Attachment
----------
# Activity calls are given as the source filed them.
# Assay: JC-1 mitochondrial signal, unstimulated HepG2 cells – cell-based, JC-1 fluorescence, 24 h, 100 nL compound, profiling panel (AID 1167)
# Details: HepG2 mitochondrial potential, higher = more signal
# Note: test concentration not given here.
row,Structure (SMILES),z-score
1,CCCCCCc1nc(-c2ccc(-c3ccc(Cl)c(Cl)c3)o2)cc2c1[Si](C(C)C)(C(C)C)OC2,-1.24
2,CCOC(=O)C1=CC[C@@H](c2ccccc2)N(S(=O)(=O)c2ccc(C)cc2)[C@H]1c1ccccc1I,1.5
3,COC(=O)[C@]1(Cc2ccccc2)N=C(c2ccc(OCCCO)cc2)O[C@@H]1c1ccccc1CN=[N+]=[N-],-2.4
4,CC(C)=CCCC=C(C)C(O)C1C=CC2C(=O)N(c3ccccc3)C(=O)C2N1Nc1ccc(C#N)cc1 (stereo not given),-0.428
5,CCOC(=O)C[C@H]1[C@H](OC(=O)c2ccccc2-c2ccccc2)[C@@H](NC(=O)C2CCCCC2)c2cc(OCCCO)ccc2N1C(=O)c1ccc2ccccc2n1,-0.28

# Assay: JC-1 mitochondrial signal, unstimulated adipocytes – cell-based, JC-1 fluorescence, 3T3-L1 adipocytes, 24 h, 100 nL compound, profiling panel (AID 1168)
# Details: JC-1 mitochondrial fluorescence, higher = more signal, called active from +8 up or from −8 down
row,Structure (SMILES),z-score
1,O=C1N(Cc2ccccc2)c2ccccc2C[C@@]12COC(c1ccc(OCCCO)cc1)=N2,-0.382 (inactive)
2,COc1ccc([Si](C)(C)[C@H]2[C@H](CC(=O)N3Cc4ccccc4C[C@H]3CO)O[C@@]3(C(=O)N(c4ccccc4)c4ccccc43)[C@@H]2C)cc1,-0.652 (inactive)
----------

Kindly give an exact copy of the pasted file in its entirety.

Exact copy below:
# Activity calls are given as the source filed them.
# Assay: JC-1 mitochondrial signal, unstimulated HepG2 cells – cell-based, JC-1 fluorescence, 24 h, 100 nL compound, profiling panel (AID 1167)
# Details: HepG2 mitochondrial potential, higher = more signal
# Note: test concentration not given here.
row,Structure (SMILES),z-score
1,CCCCCCc1nc(-c2ccc(-c3ccc(Cl)c(Cl)c3)o2)cc2c1[Si](C(C)C)(C(C)C)OC2,-1.24
2,CCOC(=O)C1=CC[C@@H](c2ccccc2)N(S(=O)(=O)c2ccc(C)cc2)[C@H]1c1ccccc1I,1.5
3,COC(=O)[C@]1(Cc2ccccc2)N=C(c2ccc(OCCCO)cc2)O[C@@H]1c1ccccc1CN=[N+]=[N-],-2.4
4,CC(C)=CCCC=C(C)C(O)C1C=CC2C(=O)N(c3ccccc3)C(=O)C2N1Nc1ccc(C#N)cc1 (stereo not given),-0.428
5,CCOC(=O)C[C@H]1[C@H](OC(=O)c2ccccc2-c2ccccc2)[C@@H](NC(=O)C2CCCCC2)c2cc(OCCCO)ccc2N1C(=O)c1ccc2ccccc2n1,-0.28

# Assay: JC-1 mitochondrial signal, unstimulated adipocytes – cell-based, JC-1 fluorescence, 3T3-L1 adipocytes, 24 h, 100 nL compound, profiling panel (AID 1168)
# Details: JC-1 mitochondrial fluorescence, higher = more signal, called active from +8 up or from −8 down
row,Structure (SMILES),z-score
1,O=C1N(Cc2ccccc2)c2ccccc2C[C@@]12COC(c1ccc(OCCCO)cc1)=N2,-0.382 (inactive)
2,COc1ccc([Si](C)(C)[C@H]2[C@H](CC(=O)N3Cc4ccccc4C[C@H]3CO)O[C@@]3(C(=O)N(c4ccccc4)c4ccccc43)[C@@H]2C)cc1,-0.652 (inactive)